Al Roker Lends a Hand to Areas Still Ravaged By Hurricanes Irma & Maria

By A.J. Katz 

For decades, Al Roker has left the Today show studio to report on some of the toughest obstacles Americans face in the aftermath of natural disasters.

This week, the famed weatherman is traveling to some of the areas hit the hardest by Hurricanes Irma and Maria, including Texas, Puerto Rico, St. John and Florida, as part of the morning show’s Lend a Hand Today series.

“We did ‘Lend a Hand’ for about 12 years before letting it rest for the last couple,” Roker told TVNewser. “We decided this year would be a perfect time to bring it back because such a wide swath of our citizens needed help more than ever due to these natural disasters.”

Roker was in San Juan this morning, helping deliver 35,000 pounds of supplies to neighborhood schools, along with a $100,000 donation to the Puerto Rico Department of Education.

Belfor Property Restoration, Walmart, Staples and Duracell assisted in the effort.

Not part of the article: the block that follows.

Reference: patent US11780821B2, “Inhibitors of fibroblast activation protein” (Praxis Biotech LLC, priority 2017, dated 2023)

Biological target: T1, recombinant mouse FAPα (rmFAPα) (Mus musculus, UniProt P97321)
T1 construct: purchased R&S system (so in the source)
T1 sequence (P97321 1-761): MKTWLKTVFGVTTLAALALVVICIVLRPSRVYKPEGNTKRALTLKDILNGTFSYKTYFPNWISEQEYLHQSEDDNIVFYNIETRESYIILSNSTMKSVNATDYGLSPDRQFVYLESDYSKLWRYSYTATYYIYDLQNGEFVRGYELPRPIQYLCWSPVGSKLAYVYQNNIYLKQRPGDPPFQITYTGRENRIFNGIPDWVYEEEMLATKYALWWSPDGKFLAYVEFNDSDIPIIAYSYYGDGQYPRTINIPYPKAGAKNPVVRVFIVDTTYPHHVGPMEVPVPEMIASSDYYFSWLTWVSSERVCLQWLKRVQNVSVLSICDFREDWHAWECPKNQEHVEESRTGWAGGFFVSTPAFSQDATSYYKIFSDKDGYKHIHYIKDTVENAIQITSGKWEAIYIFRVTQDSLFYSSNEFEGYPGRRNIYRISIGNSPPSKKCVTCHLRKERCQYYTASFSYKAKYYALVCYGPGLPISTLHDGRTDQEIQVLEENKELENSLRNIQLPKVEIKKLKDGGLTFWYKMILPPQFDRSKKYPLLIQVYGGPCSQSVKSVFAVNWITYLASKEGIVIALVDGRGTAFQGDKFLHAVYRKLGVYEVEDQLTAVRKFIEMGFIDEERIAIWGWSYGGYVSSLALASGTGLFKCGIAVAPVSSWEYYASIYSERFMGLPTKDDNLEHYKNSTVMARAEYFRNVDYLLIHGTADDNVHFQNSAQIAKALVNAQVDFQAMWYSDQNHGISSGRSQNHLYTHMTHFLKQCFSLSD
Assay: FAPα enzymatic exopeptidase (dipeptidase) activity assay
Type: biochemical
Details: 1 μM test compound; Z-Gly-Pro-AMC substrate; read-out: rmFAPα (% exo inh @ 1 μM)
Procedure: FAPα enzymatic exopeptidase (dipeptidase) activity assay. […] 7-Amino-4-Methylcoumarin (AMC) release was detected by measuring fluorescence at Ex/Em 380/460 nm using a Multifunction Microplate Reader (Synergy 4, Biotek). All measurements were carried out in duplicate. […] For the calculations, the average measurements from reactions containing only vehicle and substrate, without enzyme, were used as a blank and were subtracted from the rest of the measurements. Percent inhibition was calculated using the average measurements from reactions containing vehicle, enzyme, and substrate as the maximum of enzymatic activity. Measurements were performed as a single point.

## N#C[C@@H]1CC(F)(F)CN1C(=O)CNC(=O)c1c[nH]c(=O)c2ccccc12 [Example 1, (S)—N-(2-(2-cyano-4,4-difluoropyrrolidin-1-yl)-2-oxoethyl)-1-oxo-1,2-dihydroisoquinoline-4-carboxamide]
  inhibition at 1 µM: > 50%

“What is so amazing is the attitude and spirit and excitement of not only the teachers and administrators, but the students as well,” said Roker. “I think the fact that they were just all in school together was a great gift. Most of the schools don’t even have electricity. The school we were at, Martin Garcia Giusti had been open two days. Anything we brought them was just icing on the cake.”

As Roker mentioned, we’re roughly two months removed from when Maria made landfall, and thousands of Puerto Ricans are still without power and remain in desperate need of assistance.

“The damage is really pretty widespread and while you can see pockets of progress there is still so much to do, and that goes for the Virgin Islands as well,” Roker explained. “We were there earlier this afternoon helping to donate a portable X-ray machine and crash cart from the Bloomberg Foundation for the one lone health facility that’s left open on the island.”

“The spirit and termination of the people and volunteers is really awe-inspiring.”

WATCH:

Advertisement
Advertisement